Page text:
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  1. topoftheriver

    topoftheriver Member

    Joined:
    Jan 26, 2013
    Messages:
    238
    Loc:
    Northeast
    It works pretty good. It blends in when it rains and the grass seems to be greener.

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  2. JBinKC

    JBinKC Feeling the Heat

    Joined:
    Jan 14, 2006
    Messages:
    275
    Loc:
    Lake of the Ozarks
    Construct an ash hopper and you can make potassium hydroxide aka lye. Used in soap making, a necessary reagent in making biodiesel or use on clogged drains as examples.
  3. firefighterjake

    firefighterjake Minister of Fire

    Joined:
    Jul 22, 2008
    Messages:
    15,081
    Loc:
    Unity/Bangor, Maine
    1. Driveway for traction and melting . . . since it is a gravel driveway it tends to get ground in over time and since I spread it out it doesn't really track in . . . I get more mud and sand in the garage and mudroom than anything else.

    2. Mix with cement and make concrete busts of Backwoods Savage splitting wood vertically.
    begreen likes this.
  4. scooby074

    scooby074 Feeling the Heat

    Joined:
    Jan 7, 2011
    Messages:
    377
    Loc:
    Nova Scotia
    Driveway for traction.
  5. Dune

    Dune Minister of Fire

    Joined:
    Jan 14, 2008
    Messages:
    2,790
    Loc:
    Commonwealth Of Massachussetts
    I keep a 30 gallon ash can about 2/3s full for annealing and for slow cooling of welded cast iron. Use some in garden and some for landfill. Going to try oil cleanup.
  6. nate379

    nate379 Guest

    I just dump it in a pile out back. Same spot I dump grass clippings, leaves, dog, moose, duck and chicken poop, etc. I guess kind of a compost pile of sorts?
  7. MarylandGuy

    MarylandGuy Member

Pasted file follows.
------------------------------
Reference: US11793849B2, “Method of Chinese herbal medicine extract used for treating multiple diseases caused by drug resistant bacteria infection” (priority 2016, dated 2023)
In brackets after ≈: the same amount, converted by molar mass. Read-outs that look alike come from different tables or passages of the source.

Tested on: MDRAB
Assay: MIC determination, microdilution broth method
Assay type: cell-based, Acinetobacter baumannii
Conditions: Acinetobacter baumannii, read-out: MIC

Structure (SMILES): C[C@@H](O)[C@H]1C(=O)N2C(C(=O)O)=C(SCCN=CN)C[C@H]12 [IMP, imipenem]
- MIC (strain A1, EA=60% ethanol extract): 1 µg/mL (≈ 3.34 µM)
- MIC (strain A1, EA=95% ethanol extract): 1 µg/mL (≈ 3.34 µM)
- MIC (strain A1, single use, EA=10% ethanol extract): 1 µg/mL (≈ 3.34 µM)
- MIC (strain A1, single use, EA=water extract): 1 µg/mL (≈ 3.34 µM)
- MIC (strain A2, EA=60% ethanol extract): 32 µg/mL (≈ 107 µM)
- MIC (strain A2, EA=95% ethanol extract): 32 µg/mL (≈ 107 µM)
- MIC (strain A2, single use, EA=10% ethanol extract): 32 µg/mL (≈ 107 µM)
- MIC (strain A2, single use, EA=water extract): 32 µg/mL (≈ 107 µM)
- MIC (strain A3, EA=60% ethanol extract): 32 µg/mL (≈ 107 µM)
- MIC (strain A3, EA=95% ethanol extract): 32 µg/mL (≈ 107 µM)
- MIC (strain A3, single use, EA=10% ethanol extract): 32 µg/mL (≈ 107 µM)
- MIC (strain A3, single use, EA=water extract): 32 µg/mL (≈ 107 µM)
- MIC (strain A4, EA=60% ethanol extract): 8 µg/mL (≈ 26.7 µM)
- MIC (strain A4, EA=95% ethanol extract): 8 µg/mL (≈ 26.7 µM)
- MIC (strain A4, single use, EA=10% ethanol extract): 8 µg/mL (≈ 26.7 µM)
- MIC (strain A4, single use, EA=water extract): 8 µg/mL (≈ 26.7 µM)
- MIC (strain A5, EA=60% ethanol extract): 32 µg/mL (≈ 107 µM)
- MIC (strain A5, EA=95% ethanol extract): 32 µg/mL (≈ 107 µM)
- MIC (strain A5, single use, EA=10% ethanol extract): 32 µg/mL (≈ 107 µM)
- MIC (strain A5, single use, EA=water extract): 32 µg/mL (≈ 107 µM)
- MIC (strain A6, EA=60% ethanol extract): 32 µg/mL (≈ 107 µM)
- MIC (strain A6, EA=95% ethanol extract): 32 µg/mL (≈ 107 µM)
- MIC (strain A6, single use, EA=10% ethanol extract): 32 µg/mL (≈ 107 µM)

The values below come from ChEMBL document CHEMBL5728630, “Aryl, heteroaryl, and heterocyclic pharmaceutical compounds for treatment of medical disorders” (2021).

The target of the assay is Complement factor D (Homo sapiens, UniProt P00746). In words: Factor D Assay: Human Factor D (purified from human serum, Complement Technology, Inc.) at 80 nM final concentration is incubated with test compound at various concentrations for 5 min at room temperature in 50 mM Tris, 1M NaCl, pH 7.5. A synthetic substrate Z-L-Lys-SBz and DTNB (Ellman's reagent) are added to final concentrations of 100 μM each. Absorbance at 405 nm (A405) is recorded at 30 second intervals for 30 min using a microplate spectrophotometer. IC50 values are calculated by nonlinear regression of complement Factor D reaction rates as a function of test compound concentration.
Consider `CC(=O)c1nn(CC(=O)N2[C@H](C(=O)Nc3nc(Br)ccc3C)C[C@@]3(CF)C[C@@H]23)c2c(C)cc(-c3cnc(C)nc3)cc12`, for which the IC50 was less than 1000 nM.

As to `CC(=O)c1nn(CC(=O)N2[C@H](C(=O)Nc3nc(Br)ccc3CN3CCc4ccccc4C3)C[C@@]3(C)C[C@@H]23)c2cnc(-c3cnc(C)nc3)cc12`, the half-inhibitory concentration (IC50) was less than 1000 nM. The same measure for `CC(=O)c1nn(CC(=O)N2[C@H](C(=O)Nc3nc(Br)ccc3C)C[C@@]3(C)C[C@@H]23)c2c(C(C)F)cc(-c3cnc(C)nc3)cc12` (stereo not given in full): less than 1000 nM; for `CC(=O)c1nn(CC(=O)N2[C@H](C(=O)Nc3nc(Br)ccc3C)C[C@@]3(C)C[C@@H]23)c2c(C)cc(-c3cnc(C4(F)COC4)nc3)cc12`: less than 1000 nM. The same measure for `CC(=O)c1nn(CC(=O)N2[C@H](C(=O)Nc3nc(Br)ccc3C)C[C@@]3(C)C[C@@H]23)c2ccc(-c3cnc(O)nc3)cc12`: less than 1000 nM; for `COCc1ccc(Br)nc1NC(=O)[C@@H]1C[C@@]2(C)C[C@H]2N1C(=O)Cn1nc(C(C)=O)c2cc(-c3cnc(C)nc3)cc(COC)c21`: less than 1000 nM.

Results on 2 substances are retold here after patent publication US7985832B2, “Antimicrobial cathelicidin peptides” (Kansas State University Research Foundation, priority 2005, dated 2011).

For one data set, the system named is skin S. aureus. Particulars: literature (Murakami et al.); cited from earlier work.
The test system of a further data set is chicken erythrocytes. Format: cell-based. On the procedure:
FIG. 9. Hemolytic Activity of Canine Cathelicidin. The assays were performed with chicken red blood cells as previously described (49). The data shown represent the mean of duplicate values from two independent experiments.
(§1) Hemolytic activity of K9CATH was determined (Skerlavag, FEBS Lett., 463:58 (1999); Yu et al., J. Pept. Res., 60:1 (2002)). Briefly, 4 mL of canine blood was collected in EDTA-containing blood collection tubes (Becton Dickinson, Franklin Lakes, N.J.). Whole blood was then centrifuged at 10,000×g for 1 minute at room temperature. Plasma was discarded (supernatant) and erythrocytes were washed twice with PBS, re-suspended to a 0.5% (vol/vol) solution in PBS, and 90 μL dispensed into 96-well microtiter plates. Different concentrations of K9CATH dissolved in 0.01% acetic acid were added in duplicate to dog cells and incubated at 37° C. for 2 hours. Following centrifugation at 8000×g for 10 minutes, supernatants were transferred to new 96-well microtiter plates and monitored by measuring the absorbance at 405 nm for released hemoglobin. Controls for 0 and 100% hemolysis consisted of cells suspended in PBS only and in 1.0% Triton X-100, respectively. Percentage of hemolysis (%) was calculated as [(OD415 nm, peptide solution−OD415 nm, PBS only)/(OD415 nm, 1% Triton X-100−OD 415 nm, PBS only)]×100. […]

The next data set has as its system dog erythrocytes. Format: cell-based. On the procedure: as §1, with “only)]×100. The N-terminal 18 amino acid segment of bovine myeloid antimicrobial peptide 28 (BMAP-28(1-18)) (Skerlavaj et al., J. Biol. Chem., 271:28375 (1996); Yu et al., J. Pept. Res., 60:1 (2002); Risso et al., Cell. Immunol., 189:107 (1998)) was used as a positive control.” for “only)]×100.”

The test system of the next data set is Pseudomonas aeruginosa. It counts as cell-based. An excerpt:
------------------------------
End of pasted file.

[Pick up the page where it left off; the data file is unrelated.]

Joined:
    Feb 13, 2008
    Messages:
    22
    Loc:
    Maryland
    I have to agree with a previous post. I use all my ashes in the lawn for moss prevention.

    My grass was loaded with the stuff. I sprinkled ashes over the entire area a few weeks ago and now there are brown patches where the moss has died.

    It seems the moss dies faster in the winter for whatever reason. I have treated the stuff in the summer, but it took several treatments. In the winter it seems one application does the trick.

    Be sure that you aren't expecting any rain or snow for about a week. You want the ashes to sit on top of the moss for a while working it's magic.

    The great thing is it greens up your yard quite a bit once spring hits.
  8. rkshed

    rkshed Feeling the Heat

    Joined:
    Jan 15, 2012
    Messages:
    258
    Loc:
    Bedford NH
    I ued to have a moss problem on my lawn. Broadcast ash over and had a vast improvement. Lime never seemed to have the same results as ash.
  9. topoftheriver

    topoftheriver Member

    Joined:
    Jan 26, 2013
    Messages:
    238
    Loc:
    Northeast
    I would be concerned about tracking it into the house. My wife would go bananas. But I don't actually see the traction quality. As I have said before, it works good on my lawn, especially on the moss.
  10. scooby074

    scooby074 Feeling the Heat

    Joined:
    Jan 7, 2011
    Messages:
    377
    Loc:
    Nova Scotia
    Do you wear your boots past the door?

    Tracking is a non-issue. Ash stays put in my experience, and it works better than sand/salt too!!
  11. NickDL

    NickDL Member

    Joined:
    Aug 27, 2012
    Messages:
    81
    Loc:
    Souderton, Pa
    I never really knew that you could use ash for things, I always thought that it was just trash. Time to start saving it and adding it to the compost and lawn. Thanks for the info.

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